It occurred to me that this morning I wrote an article about what to do if your debt settlement company might go out of business but while I’m sitting here waiting for my next flight I thought I’d share some advice if you are a debt settlement company and it does not look like you will be able to continue because of the loss of fees under the contingency fee model.
I’ve always felt there are two entities that must come first in the debt relief industry; employees and consumers.
While you still have some cash on hand it makes sense to begin thinking about preparing for an orderly transition if the company may have to shutter. The worst case scenario is that you wait too long and leave unhappy employees and clients.
When I closed down my credit counseling agency, the first thing I did was to layoff as many employees as possible and pay them a generous severance package. This left a skeleton crew to manage the remaining clients while we found a place for them to go that would take exceptional care of them.
Facing the failure or closure of your business, well, it sucks. It’s not fun but doing the right thing is not always the fun thing.
Once we did locate a great home for the clients we then spent a lot of time working out all the details of the transfer and the transfer itself. This process consisted of a written policy and procedure manual that both the pitcher and catcher agreed on. The goal is no surprises.
The first step was to get our IT heads together and map our two data systems so we could export the electronic client data to their system. We emailed test files back and forth for a couple of weeks until we were satisfied the process would work. We then sent all the client information over and noted the date.
Rather than transfer loads of clients in once bunch we sent them in manageable bundles. Once they were tucked in at their destination we then sent the next bundle over. It was a continuos process.
Any updated electronic information after the big data dump we could easily send electronically via an encrypted file and the company taking over would update their systems. We did this till the last bundle of clients moved.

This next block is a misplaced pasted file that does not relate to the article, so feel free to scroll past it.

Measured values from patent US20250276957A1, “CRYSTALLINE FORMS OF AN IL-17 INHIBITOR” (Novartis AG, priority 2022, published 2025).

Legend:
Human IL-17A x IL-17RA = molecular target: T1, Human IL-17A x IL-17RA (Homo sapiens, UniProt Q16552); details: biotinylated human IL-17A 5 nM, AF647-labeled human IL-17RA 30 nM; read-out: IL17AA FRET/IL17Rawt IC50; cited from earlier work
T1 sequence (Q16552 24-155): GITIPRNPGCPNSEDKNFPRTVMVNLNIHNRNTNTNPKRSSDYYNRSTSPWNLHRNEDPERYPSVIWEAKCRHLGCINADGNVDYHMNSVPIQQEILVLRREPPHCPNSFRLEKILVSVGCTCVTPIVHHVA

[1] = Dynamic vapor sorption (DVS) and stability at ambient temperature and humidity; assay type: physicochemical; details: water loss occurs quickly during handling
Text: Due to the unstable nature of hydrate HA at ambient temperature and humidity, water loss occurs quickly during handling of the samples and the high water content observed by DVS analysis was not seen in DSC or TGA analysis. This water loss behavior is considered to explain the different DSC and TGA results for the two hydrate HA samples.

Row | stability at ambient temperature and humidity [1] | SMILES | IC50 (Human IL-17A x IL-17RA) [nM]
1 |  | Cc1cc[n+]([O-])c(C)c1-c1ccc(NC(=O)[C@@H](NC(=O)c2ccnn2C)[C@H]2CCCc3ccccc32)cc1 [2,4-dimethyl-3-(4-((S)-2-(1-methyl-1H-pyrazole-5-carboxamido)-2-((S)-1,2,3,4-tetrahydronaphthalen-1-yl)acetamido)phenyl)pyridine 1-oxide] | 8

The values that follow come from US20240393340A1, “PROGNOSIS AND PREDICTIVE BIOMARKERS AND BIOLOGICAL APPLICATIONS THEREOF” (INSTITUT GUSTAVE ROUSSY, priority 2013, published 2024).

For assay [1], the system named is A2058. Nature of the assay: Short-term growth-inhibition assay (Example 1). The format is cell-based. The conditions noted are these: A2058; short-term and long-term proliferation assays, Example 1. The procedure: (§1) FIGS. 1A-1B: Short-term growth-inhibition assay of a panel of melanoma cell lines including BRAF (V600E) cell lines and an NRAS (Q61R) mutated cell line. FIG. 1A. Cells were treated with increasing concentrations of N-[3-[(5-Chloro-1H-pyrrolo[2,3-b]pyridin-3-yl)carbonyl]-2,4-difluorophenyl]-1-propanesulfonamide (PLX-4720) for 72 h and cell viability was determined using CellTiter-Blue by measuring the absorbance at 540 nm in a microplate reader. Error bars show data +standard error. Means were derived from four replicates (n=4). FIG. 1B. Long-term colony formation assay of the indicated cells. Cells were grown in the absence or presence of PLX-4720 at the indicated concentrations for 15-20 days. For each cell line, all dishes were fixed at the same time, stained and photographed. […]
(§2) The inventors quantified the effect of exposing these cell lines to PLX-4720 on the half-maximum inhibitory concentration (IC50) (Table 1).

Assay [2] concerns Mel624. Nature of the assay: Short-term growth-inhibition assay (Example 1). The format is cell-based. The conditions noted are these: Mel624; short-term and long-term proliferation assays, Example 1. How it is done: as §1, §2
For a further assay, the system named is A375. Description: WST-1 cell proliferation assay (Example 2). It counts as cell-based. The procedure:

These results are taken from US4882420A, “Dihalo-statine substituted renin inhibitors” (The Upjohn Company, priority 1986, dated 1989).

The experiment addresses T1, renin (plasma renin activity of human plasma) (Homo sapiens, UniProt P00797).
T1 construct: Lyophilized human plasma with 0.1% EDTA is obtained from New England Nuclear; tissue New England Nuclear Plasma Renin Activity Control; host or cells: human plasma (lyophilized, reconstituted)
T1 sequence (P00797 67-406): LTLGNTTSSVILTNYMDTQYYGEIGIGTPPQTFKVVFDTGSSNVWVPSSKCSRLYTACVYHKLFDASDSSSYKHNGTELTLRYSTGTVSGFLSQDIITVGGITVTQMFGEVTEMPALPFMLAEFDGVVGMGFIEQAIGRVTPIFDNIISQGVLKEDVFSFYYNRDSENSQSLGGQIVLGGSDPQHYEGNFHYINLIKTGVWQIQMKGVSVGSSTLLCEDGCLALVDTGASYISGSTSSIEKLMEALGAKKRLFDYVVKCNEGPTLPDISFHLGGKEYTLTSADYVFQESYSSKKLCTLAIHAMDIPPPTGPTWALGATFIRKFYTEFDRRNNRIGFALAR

During this time we also boxed up the physical client files of the bundles as we sent them and sent the boxes flying across the country to the new agency taking them over.
In the end everything went darn near perfect.
Here is what I learned from the process.
- There is no substitute for finding an exceptional partner to take over the clients. While you may want to sell them for top bucks, there is tremendous value in not selecting the highest paying new servicer, but rather the partner that is committed to exceptional customer service and support. Oh yes, they need to have a good reputation to make the clients comfortable. It’s going to be difficult enough on the clients to make the switch and they will be much happier if they are well informed and going to a company with great customer service with an exceptional reputation.
- There is no substitute for good communications. The minute you decide you may have to close you should let your clients know, after you tell the employees of course. It is much better for a client to have two months notice and updates along the way than to get a last minute, “We closed'” letter.
- Be sure to send communication to clients via email and letter. You need to make sure they get the communications in a format they most easily digest.
- The importance of taking care of the employees and clients first is so that your company does not fail and leave thousands of unhappy people that may sully your name. You are probably going to remerge somewhere in the debt relief world again and your reputation is important to maintain.
- Once the clients and employees are transitioned you’ll probably be left with a lot of debt. You may have to file a corporate bankruptcy to clean that up.
- I didn’t have to do that. Simply because by acting in advance I tied everything up without any lingering debt. I can’t express how important it is to take early action and make the tough decisions as early as possible. I can only imagine if I had waited to the last minute and stranded both employees and tens of thousands of clients. It would not have been pretty. Money can by a lot of things but not a good reputation.
The issue with advanced fee companies that will fail is that consumers passed on will eventually have to pay some fee when their debt is settled. You may be able to negotiate a reduced rate for the clients you are passing on. It makes the transfer a bit more palatable for the consumer. Also, being open and honest with the consumer can help to mitigate a tsunami of unhappy clients. Explain the truth to them, keep them in the loop, and you’ll win over the majority by doing the right thing.
If you think you may be headed down this closure path, I would suggest you reach out to one of the member AACC companies that will put your clients first and take exceptional care of them.
And if I can can provide any advice, please don’t hesitate to comment below.
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